• WordNet 3.6
    • v interpellate question formally about policy or government business
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Webster's Revised Unabridged Dictionary
    • v. t Interpellate To question imperatively, as a minister, or other executive officer, in explanation of his conduct; -- generally on the part of a legislative body.
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Century Dictionary and Cyclopedia
    • interpellate To address with a question; especially, to question formally or publicly; demand an answer or explanation from: used originally in connection with French legislative proceedings: as, the ministry were interpellated with regard to their intentions.
    • ***
Chambers's Twentieth Century Dictionary
    • v.t Interpellate to question
    • ***


Webster's Revised Unabridged Dictionary
See Interpel
Chambers's Twentieth Century Dictionary
Fr.,—L.,—interpellāre, -ātum, to disturb by speaking—inter, between, pellĕre, to drive.


In literature:

On January 3, 1851, the Cabinet was interpellated on this order.
"The Eighteenth Brumaire of Louis Bonaparte" by Karl Marx
Sallenauve showed no embarrassment at being thus interpellated.
"The Deputy of Arcis" by Honore de Balzac
However, he still stuck to his interpellation.
"The Prophet of Berkeley Square" by Robert Hichens
Leave to interpellate will certainly be asked for this afternoon.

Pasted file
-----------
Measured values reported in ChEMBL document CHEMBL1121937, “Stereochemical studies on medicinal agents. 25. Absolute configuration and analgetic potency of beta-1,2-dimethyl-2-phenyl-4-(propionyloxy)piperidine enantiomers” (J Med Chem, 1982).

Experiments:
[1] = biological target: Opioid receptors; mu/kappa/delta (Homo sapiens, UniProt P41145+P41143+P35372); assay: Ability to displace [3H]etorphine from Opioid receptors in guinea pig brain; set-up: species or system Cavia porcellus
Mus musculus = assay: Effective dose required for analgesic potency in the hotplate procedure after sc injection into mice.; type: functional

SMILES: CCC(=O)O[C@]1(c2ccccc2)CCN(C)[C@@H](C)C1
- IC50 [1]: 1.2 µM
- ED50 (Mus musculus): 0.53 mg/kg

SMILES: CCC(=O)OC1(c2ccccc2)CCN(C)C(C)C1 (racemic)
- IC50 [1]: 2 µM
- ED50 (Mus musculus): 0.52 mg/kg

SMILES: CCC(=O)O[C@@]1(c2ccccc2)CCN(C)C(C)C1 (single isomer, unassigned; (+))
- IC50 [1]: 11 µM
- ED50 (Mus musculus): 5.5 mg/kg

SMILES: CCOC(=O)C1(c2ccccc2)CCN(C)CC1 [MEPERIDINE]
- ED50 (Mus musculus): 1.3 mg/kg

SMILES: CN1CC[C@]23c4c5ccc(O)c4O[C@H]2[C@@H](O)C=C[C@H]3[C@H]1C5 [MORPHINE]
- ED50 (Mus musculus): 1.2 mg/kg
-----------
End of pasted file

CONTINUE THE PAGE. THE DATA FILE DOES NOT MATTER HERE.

"Paris From the "Three Cities"" by Emile Zola
Leave to interpellate will certainly be asked for this afternoon.
"The Three Cities Trilogy, Complete Lourdes, Rome and Paris" by Emile Zola
There he would do something more than make interpellations when he opened his mouth to speak.
"The Torrent" by Vicente Blasco Ibañez
The first gesture of the series is the interpellation, the entrance upon the scene.
"Delsarte System of Oratory" by Various
He gave me welcome in French, with here and there an interpellation of "Down, Turk," "Be quiet, Jupiter!
"The Princess Passes" by Alice Muriel Williamson and Charles Norris Williamson
This appropriate interpellation put an end to the proceedings.
"With Steyn and De Wet" by Philip Pienaar
Granet had interpellated Pichereau with a view to succeed him, and Pichereau fell without Granet succeeding him.
"His Excellency the Minister" by Jules Claretie
The general's interpellations were little regarded.
"Gideon's Band" by George W. Cable
The consequence is that interpellations are addressed, in practice, to the Bundesrath.
"The Governments of Europe" by Frederic Austin Ogg
By-and-by our talk was resumed in the same strain from which the curate's interpellation had diverted it.
"She and I, Volume 1" by John Conroy Hutcheson
The deputies have the right to make interpellations.
"Bulgaria" by Frank Fox
My friend Carlier shall put an interpellation in the Chamber!
"The Doctor of Pimlico" by William Le Queux
Duvernois' interpellation in French Chamber, 342, 347.
"Studies in Literature and History" by Sir Alfred Comyn Lyall
They're afraid of an interpellation.
"Woman on Her Own, False Gods & The Red Robe" by Eugène Brieux
The Imperial Chancellor knows that the whole world is waiting in breathless expectation his reply to our interpellation.
"Raemaekers' Cartoon History of the War, Volume 2" by Raemaekers
The ministers had to answer their French "interpellations" in French.
"Modern Leaders: Being a Series of Biographical Sketches" by Justin McCarthy
The right of permitting or vetoing an interpellation rests with the chamber.
"Encyclopaedia Britannica, 11th Edition, Volume 14, Slice 6" by Various